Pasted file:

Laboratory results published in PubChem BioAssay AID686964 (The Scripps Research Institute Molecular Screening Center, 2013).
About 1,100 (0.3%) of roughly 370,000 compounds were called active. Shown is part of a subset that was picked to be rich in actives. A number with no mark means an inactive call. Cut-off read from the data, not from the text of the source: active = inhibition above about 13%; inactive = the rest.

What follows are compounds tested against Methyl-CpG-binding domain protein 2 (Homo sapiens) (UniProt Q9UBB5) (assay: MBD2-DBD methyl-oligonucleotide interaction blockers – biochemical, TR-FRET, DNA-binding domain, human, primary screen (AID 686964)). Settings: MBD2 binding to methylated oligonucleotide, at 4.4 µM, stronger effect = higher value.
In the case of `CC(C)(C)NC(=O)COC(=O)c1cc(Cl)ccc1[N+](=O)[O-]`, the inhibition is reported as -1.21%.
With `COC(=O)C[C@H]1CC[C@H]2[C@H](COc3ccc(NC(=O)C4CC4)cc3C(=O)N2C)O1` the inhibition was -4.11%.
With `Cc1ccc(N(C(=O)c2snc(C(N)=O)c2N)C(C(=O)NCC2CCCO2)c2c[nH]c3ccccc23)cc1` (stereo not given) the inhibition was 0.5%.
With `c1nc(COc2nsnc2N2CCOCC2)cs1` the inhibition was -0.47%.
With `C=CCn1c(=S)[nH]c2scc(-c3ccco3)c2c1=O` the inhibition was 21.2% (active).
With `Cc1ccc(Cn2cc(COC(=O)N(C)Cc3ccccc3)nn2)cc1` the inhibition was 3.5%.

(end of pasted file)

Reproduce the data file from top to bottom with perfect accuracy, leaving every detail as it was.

Laboratory results published in PubChem BioAssay AID686964 (The Scripps Research Institute Molecular Screening Center, 2013).
About 1,100 (0.3%) of roughly 370,000 compounds were called active. Shown is part of a subset that was picked to be rich in actives. A number with no mark means an inactive call. Cut-off read from the data, not from the text of the source: active = inhibition above about 13%; inactive = the rest.

What follows are compounds tested against Methyl-CpG-binding domain protein 2 (Homo sapiens) (UniProt Q9UBB5) (assay: MBD2-DBD methyl-oligonucleotide interaction blockers – biochemical, TR-FRET, DNA-binding domain, human, primary screen (AID 686964)). Settings: MBD2 binding to methylated oligonucleotide, at 4.4 µM, stronger effect = higher value.
In the case of `CC(C)(C)NC(=O)COC(=O)c1cc(Cl)ccc1[N+](=O)[O-]`, the inhibition is reported as -1.21%.
With `COC(=O)C[C@H]1CC[C@H]2[C@H](COc3ccc(NC(=O)C4CC4)cc3C(=O)N2C)O1` the inhibition was -4.11%.
With `Cc1ccc(N(C(=O)c2snc(C(N)=O)c2N)C(C(=O)NCC2CCCO2)c2c[nH]c3ccccc23)cc1` (stereo not given) the inhibition was 0.5%.
With `c1nc(COc2nsnc2N2CCOCC2)cs1` the inhibition was -0.47%.
With `C=CCn1c(=S)[nH]c2scc(-c3ccco3)c2c1=O` the inhibition was 21.2% (active).
With `Cc1ccc(Cn2cc(COC(=O)N(C)Cc3ccccc3)nn2)cc1` the inhibition was 3.5%.